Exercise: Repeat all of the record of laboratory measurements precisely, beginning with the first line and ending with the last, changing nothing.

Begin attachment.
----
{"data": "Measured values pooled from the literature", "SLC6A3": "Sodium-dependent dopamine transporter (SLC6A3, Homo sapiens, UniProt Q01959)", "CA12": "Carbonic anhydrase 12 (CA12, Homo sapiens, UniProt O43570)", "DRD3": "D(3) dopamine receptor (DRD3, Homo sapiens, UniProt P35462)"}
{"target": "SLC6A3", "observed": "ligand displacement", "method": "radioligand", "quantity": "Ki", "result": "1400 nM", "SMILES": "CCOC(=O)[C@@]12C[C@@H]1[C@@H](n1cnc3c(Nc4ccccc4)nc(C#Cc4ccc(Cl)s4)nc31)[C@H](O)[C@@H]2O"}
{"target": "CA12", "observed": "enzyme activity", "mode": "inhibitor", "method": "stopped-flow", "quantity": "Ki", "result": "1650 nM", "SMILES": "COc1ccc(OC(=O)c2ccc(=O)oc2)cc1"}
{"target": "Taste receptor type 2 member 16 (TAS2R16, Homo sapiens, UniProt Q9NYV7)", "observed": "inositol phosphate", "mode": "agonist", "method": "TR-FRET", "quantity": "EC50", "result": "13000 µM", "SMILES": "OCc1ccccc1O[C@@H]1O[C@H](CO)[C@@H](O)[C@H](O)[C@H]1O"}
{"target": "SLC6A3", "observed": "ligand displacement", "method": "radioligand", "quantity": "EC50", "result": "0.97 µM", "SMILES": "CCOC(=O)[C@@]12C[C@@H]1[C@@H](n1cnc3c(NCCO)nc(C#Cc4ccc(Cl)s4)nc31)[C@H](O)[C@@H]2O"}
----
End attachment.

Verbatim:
{"data": "Measured values pooled from the literature", "SLC6A3": "Sodium-dependent dopamine transporter (SLC6A3, Homo sapiens, UniProt Q01959)", "CA12": "Carbonic anhydrase 12 (CA12, Homo sapiens, UniProt O43570)", "DRD3": "D(3) dopamine receptor (DRD3, Homo sapiens, UniProt P35462)"}
{"target": "SLC6A3", "observed": "ligand displacement", "method": "radioligand", "quantity": "Ki", "result": "1400 nM", "SMILES": "CCOC(=O)[C@@]12C[C@@H]1[C@@H](n1cnc3c(Nc4ccccc4)nc(C#Cc4ccc(Cl)s4)nc31)[C@H](O)[C@@H]2O"}
{"target": "CA12", "observed": "enzyme activity", "mode": "inhibitor", "method": "stopped-flow", "quantity": "Ki", "result": "1650 nM", "SMILES": "COc1ccc(OC(=O)c2ccc(=O)oc2)cc1"}
{"target": "Taste receptor type 2 member 16 (TAS2R16, Homo sapiens, UniProt Q9NYV7)", "observed": "inositol phosphate", "mode": "agonist", "method": "TR-FRET", "quantity": "EC50", "result": "13000 µM", "SMILES": "OCc1ccccc1O[C@@H]1O[C@H](CO)[C@@H](O)[C@H](O)[C@H]1O"}
{"target": "SLC6A3", "observed": "ligand displacement", "method": "radioligand", "quantity": "EC50", "result": "0.97 µM", "SMILES": "CCOC(=O)[C@@]12C[C@@H]1[C@@H](n1cnc3c(NCCO)nc(C#Cc4ccc(Cl)s4)nc31)[C@H](O)[C@@H]2O"}